Italian pop culture expert, programmer and director Luca Rea first became acquainted personally with Quentin Tarantino in 2004 when he curated the “Italian Kings of the B’s” retrospective at the Venice Film Festival that Tarantino “godfathered.” They hit it off and stayed in touch. So when Rea was approached by producer Nicoletta Ercole about a year ago to make a Sergio Corbucci doc, he immediately hoped to be able to tap into Tarantino’s insight about the late great Italian director whose Spaghetti Westerns they both love. But, of course, Rea wasn’t sure he would get Tarantino on board for his doc “Django & Django,” which launched at Venice out-of-competition. He spoke to Variety about how he pulled off that coup and what Tarantino’s insight revealed. Excerpts.

I hear Tarantino is pretty reclusive these days. Was it tough to get him on board?

The first time I met with the producer, who was close to Corbucci’s wife Nori, I told her: ‘You have to dig up materials like on-set footage Super 8 reels. We have to find a narrative approach with the time machine effect. And when I first wrote to Tarantino, I immediately used as a selling point the fact that we had footage of Corbucci on set. Even though we didn’t have it. The Super 8s hadn’t surfaced yet!

Only at the start of this year, these reels that contain a total of roughly two hours of footage – from the end of 60s to the start of the 70s of Corbucci on set – finally surfaced.

So what was his reply?

He replied saying: ‘Okay, I’ll do it. Let’s figure out when and how.’ And then at the start of the year, I got an email from an assistant in which he said he could do it at the beginning of April.

How did the interview go?

We had a crew in L.A., but Steve Della Casa (who is co-writer on the doc) and I were in Rome on Skype. But before we did it for roughly a month we prepared the interview on email. We singled out some points and there were things that he suggested that stemmed from the book about Corbucci that he had started to write, but never finished, so in a way his book became this doc. I thought of the mockumentary part at the start, which makes the doc a spin-off of sorts of “Once Upon a Time in Hollywood.” I thought: ‘Let’s give that a shot,’ and see what he says. On the day of the interview Tarantino arrived with a thick pile of papers on which he’d taken notes. Then of course there were things that came up on the spot. But the bulk of it was prepared in advance. And the interview was so thorough and well prepared that naturally it provided the backbone of the documentary.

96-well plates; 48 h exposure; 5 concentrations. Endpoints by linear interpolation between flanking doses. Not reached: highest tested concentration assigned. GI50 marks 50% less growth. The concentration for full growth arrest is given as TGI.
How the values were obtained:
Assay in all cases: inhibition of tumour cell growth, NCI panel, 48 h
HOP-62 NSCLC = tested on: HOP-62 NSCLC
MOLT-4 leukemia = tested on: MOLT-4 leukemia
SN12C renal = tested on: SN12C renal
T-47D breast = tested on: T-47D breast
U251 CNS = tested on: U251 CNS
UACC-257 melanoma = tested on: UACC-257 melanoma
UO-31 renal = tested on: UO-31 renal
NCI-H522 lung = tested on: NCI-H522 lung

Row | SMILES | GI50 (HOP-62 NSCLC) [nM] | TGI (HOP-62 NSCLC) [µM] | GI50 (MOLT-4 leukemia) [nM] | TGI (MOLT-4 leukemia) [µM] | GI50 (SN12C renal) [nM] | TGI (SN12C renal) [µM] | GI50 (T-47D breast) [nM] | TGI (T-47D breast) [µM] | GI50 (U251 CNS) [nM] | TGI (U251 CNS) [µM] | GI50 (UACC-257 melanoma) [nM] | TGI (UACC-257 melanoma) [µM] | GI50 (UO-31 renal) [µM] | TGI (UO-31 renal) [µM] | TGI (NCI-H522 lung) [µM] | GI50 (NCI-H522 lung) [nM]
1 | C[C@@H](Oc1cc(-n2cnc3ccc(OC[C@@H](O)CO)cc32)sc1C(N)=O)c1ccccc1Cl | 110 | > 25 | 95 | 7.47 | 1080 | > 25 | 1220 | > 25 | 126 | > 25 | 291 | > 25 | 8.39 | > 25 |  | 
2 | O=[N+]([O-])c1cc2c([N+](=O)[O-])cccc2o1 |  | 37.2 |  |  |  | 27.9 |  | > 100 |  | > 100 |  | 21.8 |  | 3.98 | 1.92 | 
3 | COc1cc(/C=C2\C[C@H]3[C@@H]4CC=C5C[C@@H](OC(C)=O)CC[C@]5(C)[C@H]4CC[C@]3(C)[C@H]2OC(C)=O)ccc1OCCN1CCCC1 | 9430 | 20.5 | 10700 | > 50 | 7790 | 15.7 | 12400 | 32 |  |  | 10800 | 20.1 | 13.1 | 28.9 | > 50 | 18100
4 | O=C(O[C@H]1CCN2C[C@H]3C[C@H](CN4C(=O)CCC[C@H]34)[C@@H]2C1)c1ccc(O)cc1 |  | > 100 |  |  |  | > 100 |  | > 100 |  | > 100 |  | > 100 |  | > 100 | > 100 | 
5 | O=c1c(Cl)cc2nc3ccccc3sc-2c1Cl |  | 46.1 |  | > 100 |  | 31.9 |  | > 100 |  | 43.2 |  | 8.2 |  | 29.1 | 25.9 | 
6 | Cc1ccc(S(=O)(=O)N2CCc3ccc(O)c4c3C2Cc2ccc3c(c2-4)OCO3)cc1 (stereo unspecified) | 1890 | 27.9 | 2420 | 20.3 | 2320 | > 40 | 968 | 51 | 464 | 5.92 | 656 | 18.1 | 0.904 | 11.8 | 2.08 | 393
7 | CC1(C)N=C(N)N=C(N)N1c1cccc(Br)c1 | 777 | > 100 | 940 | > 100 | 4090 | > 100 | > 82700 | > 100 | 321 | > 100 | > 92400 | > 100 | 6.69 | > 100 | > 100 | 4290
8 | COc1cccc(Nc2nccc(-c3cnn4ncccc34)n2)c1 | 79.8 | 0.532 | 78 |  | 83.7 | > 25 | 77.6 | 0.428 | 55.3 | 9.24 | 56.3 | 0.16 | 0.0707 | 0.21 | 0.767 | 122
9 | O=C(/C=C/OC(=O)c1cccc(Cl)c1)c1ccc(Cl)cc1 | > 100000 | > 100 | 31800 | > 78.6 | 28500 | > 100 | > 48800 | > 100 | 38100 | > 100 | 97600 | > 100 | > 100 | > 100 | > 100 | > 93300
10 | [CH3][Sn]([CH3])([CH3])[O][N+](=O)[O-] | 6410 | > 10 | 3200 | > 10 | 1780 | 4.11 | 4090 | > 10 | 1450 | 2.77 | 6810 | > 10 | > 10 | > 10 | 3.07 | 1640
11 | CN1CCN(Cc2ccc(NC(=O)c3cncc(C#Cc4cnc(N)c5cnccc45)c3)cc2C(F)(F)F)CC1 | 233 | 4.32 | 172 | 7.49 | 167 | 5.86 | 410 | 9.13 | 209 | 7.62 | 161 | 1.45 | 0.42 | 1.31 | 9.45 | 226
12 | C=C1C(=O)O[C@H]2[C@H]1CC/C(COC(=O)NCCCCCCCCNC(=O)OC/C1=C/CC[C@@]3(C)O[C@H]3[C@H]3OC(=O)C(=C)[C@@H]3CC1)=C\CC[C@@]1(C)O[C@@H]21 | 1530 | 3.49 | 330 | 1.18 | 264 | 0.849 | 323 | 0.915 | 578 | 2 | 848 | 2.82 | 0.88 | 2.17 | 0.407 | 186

How would you describe the gist of Tarantino’s take on Corbucci’s Westerns?

Tarantino’s analysis is best described by him. I know he likes to drill down meticulously on directors that he likes, and it’s hard to sum up his thoughts on Corbucci in a few words. But the way in which he breaks down and illustrates Corbucci’s Westerns, it all holds up when you see clips from the films. And then we also found Corbucci interviews that corroborate Tarantino’s thesis.

So what’s Tarantino’s thesis?

The basic premise is that Corbucci’s Westerns germinate from a combination of his personal life growing up in Italy during Fascism and his passion for comic books. These are the two elements that generate Sergio Corbucci’s Westerns. As a child he develops two passions: one is his political sensitivity, the other is his passion for comic books.

Growing up during Fascism was formative for Corbucci in terms of his [leftist] political idealism that he never hid; it’s just that nobody had established the connection between his political passion and his Westerns, even though we found proof of this in archive interviews in which he says as much. And this can be read clearly in his films. In the doc, if you hear Tarantino talk about this and then see clips of the films, you can read it as well. The other thing is that his Westerns are the films in which Corbucci was truly an auteur. He made roughly 70 films, but the ones that really define him as an auteur are only his Westerns. That is crystal clear.